We Americans are an independent people — it’s in our blood. Family’s important, as is faith, and so is a strong desire to do things for ourselves using our own resources. These traditional American values are part of our national character and they run strong and deep in Vermonters like Eli and Kaylina Phoenix.
“My wife and I built our own home ourselves. We hired certain aspects, but Kaylina and I did everything else. I’m a Christian and I’m thankful to the Lord that he helped us through the project. I took a lot of work and about a year and three months but we’re moved in now. Doing work ourselves, I credit God with helping us make decisions and giving me the strength to work late nights and weekends; giving me the strength to build our home.
3 generations built their own homes
I’ve been in construction my whole life. I work for my dad’s roofing company; he started the company when I was 3 or 4. He built his own home and my grandpa built his home, too. He actually built four houses. So building my own home was something I’ve always thought about. I’ve seen how it’s done, and I accumulated many ideas over the years. I had a good idea of what I wanted to do. I had experience and access to tools and equipment.
We own 70 acres in Southern Vermont, a gift from my dear grandfather, Edwin Phoenix, who passed away in 2012. He bought an old farmhouse and 400 acres in Townshend, Vermont in 1958 so he could raise his family in the country. I was born and raised here. There’s no way we could have built our home like we did without the land and the resources it provided. The wood on our property is about 50% pine, 10% hemlock, and the balance is birch, maple, cherry, with a little bit of oak. For this project we used maple and cherry for the flooring, trim, and counters.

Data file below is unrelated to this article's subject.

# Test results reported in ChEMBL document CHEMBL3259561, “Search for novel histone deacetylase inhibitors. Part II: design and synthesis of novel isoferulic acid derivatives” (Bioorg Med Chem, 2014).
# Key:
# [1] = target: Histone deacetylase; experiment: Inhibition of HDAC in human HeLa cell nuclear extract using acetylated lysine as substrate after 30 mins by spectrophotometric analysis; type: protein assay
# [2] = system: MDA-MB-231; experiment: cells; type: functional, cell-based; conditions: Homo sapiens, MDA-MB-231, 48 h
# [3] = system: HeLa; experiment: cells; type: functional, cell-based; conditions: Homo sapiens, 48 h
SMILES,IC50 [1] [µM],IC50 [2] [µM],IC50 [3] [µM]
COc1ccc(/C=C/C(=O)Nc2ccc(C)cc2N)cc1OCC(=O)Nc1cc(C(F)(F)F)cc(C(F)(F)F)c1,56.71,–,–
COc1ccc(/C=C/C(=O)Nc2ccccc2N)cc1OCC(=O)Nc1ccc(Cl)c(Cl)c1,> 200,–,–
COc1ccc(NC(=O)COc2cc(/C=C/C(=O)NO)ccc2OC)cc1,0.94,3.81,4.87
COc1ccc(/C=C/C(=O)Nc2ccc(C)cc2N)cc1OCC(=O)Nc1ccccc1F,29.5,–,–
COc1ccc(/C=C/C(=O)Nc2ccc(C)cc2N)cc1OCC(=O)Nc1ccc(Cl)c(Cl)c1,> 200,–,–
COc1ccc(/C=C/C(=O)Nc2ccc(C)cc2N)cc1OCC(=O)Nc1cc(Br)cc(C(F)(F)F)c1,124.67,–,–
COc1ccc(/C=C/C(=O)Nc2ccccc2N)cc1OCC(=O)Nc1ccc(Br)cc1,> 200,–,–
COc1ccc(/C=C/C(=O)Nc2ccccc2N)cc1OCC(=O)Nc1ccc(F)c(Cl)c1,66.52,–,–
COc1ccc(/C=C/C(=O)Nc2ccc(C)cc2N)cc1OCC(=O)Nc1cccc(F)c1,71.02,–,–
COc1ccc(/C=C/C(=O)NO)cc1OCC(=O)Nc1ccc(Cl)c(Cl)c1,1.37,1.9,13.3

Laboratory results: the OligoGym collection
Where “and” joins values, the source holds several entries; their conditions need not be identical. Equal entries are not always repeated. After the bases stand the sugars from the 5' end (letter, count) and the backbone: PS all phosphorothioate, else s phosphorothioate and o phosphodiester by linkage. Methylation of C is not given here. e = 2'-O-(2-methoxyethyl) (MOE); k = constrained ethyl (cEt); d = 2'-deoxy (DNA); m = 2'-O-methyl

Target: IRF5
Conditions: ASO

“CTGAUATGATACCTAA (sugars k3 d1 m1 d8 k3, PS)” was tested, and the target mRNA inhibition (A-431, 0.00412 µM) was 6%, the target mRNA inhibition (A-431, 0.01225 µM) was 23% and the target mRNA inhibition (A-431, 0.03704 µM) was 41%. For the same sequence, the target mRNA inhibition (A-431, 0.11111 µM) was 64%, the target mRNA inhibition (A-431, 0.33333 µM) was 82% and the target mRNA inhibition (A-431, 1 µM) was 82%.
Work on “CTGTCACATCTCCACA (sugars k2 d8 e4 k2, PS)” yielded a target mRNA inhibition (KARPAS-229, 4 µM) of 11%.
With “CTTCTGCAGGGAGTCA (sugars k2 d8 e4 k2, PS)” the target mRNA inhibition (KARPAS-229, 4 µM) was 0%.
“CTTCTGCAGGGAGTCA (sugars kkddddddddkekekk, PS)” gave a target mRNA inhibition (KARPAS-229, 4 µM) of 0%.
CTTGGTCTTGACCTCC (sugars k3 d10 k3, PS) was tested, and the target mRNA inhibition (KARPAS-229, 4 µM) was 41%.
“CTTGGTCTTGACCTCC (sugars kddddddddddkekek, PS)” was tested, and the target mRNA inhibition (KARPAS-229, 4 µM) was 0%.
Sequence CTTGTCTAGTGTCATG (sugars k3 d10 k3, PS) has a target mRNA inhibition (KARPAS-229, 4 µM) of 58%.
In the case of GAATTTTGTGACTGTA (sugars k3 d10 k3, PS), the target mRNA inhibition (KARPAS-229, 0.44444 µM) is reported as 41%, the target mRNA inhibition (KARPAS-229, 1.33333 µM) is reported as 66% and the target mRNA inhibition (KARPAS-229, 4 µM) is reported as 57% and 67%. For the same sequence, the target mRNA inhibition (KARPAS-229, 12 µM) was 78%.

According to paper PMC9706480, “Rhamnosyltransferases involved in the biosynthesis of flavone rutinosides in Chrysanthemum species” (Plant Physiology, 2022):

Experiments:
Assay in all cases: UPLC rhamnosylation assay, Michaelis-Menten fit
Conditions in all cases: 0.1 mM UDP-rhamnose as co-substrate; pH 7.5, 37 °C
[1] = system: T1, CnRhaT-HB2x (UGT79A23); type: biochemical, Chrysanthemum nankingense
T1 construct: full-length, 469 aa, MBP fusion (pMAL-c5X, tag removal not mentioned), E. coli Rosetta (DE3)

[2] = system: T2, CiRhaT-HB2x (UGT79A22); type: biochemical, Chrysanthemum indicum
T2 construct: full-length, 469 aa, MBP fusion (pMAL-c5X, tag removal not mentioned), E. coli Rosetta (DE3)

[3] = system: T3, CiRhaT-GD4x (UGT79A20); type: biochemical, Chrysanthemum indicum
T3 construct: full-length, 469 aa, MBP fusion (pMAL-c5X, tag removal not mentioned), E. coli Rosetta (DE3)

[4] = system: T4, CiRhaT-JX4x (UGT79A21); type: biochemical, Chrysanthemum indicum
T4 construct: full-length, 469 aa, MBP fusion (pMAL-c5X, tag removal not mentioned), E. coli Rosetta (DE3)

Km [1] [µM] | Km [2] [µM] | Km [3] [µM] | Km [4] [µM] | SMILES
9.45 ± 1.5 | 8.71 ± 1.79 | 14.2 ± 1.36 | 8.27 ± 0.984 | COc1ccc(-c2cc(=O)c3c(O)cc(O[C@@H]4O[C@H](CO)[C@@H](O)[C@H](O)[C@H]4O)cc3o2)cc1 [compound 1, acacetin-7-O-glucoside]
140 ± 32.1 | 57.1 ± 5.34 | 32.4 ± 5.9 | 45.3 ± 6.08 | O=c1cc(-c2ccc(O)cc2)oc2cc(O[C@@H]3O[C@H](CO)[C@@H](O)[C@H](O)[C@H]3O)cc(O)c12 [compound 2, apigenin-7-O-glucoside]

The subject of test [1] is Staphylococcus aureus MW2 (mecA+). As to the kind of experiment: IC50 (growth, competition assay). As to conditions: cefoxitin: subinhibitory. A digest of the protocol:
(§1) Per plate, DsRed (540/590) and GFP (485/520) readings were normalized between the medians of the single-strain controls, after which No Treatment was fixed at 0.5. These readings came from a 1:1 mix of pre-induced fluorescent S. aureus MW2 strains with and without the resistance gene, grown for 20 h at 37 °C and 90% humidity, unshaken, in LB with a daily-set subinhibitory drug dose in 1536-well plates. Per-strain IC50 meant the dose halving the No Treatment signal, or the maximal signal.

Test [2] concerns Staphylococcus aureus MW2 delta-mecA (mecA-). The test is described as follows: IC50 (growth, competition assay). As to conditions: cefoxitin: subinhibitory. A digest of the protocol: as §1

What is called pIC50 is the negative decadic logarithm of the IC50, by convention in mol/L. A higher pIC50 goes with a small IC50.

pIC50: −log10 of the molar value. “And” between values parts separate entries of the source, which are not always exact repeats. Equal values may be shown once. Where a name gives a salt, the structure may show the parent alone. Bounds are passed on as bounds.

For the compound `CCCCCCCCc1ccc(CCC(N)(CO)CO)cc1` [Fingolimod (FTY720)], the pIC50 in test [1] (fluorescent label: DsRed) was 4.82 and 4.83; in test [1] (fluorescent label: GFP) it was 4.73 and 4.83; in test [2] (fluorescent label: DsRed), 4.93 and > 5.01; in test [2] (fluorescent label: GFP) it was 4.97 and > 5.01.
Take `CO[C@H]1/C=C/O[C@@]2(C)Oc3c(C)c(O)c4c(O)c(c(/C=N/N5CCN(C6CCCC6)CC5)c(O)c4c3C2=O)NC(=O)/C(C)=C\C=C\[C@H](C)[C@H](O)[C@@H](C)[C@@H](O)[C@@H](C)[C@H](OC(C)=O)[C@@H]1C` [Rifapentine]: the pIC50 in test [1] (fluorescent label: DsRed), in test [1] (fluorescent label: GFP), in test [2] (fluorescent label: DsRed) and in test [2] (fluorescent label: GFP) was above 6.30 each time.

TimberKing sawmill & Woodmaster Molder/Planer work together
I cut and felled the trees we used. We have a John Deere tractor with logging winch on the back. We went in the woods, skidded them out, and milled them ourselves on our 1220 TimberKing sawmill. I had someone else kiln dry the boards, then Kaylina and I planed them with our 718 Woodmaster Molder/Planer.
My TimberKing sawmill works great. I’ve had no issues at all. It set up nice, always works really well, cuts nice lumber as long as you keep a sharp blade on it. How precise? I cut boards 7/8”, roughcut, I plane them down and get 11/16” lumber, finished both sides. I lost only 3/16” planing down both sides of lumber. In sawing 3,500 feet of lumber, I had only one or two boards that didn’t come out right. They were right on the money and I was very happy about that.
I’m using the Woodmaster Molder/Planer to turn my own lumber into my own flooring, trim, counters and more. I wanted to do my own planing because I’m able to do what I need to do. It’s also a cost saving thing. I enjoy woodworking, and having a machine like this is a benefit. I’ll use it for life. I milled all my own lumber on my TimberKing and I finished it myself on my Woodmaster. If I sent the roughcut boards to someone, it would cost 20 or 30 cents a foot to plane them. This way I could plane as much as I need and if I needed a little more I could just make more. That gave me flexibility and eliminated one more step to getting it done the way I want it. I like to do myself.
I got the Pro Pack with my Woodmaster and I made my own crown molding from pine and painted it. I made some out of cherry, too. It worked slick. I was impressed. I wasn’t sure what to think of it when I got it but it worked really well and made really nice molding. There’s no pulling, no chatter. variable feed rate and feed rollers make it smooth molding. I have an old 15” planer that has just one speed. It tends to pull the grain. Woodmaster’s variable feed rate is really key because you can slow it right down. You have to go slow because, when you make molding, you’re taking off a lot of wood.